"Just a Railroadin' Family" by Carol Powell
Railroads played a vital role in transforming the Arizona Territory from a frontier to a settled and accessible environment, with a booming economy. When the first territorial settlers arrived, it was with wagons and horses; travel was slow and dangerous and contact with the outside world was difficult. The coming of the railroads changed things dramatically, bringing people in and taking products out.
The men who operated and maintained the railways may not be as visible or as famous as the Arizona Cowboy or the Tombstone Gunslinger-but they were crucial to Arizona's future. This is the story of one Arizona railroad family.
Sometime in the late 1860s, Clara Olmstead Howard, a widow with three children, met Louis Miller, a first generation immigrant from Holland. They met and were married in Texas , where several more children were born, including the sons who were destined to go on to become Arizona Railroad men. In all, Clara bore an amazing twenty-two children, many of whom dedicated their working lives to railroading, and two who lost their lives on the rails on in Washington the other in Arizona.
Most of the Miller children were born in Texas, but something drew the family even farther West, and by 1884 they were on their way to Arizona. The father of the family, Louis, never made it past Fort Huachuca , where he became a statistic in the Indian wars, being killed by marauding Apaches. But the rest of the family, except for the first son Louis, Jr, pushed on to Phoenix, where by 1892 they were employed in a variety of jobs around town.
Louis, Jr, is something of a mystery. Did he die with his father in the Apache raid? Did he stay behind in Texas? All that is certain is that his name never again appears in documents concerning the family. Though most of the family was living together in Phoenix, the third son, Otto, was living in Mrs. F. Baxtor's Boarding House by 1892. It looks as though he had a promising career in the newspaper business, working first as a compositor for the Daily Republican. Along the way, he met and married Isabelle Harvy of Prescott; and then progressed to a job as a foreman at the Arizona Gazette.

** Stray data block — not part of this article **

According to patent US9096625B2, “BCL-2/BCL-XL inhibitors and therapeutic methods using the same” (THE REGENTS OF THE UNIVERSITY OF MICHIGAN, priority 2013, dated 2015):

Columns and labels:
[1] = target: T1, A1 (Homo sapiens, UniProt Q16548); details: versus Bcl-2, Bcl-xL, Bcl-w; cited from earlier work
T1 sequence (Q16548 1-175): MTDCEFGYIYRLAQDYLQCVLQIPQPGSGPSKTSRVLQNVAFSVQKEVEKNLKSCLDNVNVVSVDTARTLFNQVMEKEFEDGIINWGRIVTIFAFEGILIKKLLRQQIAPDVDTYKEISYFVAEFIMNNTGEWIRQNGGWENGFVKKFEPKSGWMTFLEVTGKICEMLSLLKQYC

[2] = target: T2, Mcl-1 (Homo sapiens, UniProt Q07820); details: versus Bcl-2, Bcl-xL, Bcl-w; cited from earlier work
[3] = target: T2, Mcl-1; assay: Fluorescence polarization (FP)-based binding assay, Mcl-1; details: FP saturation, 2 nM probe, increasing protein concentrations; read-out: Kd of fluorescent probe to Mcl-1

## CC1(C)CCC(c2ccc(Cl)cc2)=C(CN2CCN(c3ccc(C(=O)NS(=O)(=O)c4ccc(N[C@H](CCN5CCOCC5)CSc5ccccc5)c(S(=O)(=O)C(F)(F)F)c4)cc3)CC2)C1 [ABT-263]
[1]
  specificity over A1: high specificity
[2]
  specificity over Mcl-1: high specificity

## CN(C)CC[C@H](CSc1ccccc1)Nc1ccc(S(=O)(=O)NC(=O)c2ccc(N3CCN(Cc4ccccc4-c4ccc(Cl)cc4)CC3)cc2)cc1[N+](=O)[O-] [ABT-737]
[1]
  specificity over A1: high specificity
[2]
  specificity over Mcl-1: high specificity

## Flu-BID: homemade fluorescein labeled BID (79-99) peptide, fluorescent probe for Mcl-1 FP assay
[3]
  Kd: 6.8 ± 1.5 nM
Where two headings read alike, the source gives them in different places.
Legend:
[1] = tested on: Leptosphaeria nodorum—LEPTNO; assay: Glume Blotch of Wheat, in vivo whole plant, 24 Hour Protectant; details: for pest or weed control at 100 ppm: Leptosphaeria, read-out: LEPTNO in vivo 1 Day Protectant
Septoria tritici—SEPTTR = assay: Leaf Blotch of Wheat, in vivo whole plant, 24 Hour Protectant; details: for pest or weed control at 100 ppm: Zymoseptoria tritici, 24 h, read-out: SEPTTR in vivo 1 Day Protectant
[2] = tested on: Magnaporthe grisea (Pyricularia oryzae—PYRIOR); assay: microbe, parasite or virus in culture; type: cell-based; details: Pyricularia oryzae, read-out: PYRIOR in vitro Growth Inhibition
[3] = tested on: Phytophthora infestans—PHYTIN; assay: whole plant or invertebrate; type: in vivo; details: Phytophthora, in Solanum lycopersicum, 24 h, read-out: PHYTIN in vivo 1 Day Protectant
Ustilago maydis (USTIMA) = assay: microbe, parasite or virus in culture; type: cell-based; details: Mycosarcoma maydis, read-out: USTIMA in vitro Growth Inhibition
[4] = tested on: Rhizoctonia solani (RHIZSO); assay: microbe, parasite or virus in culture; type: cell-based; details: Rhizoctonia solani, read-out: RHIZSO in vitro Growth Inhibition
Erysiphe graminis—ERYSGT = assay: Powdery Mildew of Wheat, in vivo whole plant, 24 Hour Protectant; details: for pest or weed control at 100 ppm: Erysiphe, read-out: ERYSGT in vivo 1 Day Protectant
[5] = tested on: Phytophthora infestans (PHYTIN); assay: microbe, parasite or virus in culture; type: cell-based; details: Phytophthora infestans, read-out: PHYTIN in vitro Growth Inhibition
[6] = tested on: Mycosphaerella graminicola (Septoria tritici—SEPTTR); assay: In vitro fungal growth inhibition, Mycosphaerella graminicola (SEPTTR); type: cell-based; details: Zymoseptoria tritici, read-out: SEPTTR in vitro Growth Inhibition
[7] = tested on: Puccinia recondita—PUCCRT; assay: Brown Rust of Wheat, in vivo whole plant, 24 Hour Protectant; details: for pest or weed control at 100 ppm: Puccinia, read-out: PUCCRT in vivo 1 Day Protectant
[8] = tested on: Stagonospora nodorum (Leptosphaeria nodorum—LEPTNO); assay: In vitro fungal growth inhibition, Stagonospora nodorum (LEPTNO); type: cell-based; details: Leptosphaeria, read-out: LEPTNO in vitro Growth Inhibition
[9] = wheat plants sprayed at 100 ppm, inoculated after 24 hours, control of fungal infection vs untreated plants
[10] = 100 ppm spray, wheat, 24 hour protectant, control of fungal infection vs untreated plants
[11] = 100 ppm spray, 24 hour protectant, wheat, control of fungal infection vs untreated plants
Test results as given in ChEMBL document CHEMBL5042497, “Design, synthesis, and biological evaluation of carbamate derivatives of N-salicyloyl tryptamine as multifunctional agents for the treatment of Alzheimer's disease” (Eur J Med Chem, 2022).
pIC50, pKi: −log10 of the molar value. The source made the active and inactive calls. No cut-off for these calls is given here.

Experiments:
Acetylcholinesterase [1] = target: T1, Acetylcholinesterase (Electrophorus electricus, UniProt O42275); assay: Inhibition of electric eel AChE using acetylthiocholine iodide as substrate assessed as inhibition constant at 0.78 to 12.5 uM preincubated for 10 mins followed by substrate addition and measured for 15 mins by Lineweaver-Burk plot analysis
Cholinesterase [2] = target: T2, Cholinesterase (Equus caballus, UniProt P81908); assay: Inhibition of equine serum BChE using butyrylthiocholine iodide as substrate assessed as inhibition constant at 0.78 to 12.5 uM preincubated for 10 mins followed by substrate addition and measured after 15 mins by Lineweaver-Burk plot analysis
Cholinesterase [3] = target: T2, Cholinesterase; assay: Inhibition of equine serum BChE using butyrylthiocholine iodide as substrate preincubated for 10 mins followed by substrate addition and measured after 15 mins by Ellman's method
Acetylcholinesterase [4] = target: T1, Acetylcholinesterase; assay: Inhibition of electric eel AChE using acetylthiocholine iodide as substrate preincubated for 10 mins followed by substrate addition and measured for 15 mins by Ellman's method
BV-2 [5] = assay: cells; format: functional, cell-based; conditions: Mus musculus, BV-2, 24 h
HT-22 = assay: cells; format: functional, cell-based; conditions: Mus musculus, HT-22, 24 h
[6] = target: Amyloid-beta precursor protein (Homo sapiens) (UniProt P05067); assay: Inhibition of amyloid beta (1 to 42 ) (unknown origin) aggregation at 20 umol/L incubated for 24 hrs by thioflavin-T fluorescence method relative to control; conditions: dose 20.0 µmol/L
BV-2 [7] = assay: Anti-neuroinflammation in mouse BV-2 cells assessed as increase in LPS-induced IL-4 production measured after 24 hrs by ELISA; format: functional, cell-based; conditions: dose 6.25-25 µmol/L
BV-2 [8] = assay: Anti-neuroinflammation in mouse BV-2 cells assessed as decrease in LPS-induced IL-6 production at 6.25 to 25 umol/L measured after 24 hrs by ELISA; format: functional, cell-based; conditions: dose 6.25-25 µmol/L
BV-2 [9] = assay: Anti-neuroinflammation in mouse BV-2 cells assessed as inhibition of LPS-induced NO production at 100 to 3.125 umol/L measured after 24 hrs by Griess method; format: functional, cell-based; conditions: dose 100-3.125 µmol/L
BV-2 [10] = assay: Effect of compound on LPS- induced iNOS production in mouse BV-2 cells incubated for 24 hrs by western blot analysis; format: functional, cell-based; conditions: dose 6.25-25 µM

William Service Miller, the fourth son, was still single and living at home, and was working as a laborer. The other boys had various jobs around town, but the family apparently did not like Phoenix, or did not do as well there as they expected, so they stayed only a few years before moving to Prescott by 1903.
Railroads came early to Prescott, then the Territorial capital of Arizona, beginning with the Prescott and Arizona Central Railroad. Unfortunately, the P&AC railroad did not do very well, due to over-high rates and a poor service record. When a promised Prescott-Phoenix extension failed to materialize, the way was open for a competitor to step in.
And a competitor did soon appear, when in April of 1893 the Santa Fe, Prescott and Phoenix pulled into town. It was the first North-South Arizona line, and the "PeaVine," as it was known, made a huge impact on the lives of all Prescott residents, and became one of the main employers of the town. The Santa Fe was a cohesive force, giving free passes, picnics and other social events, good salaries and job opportunities to the families of the men it employed.
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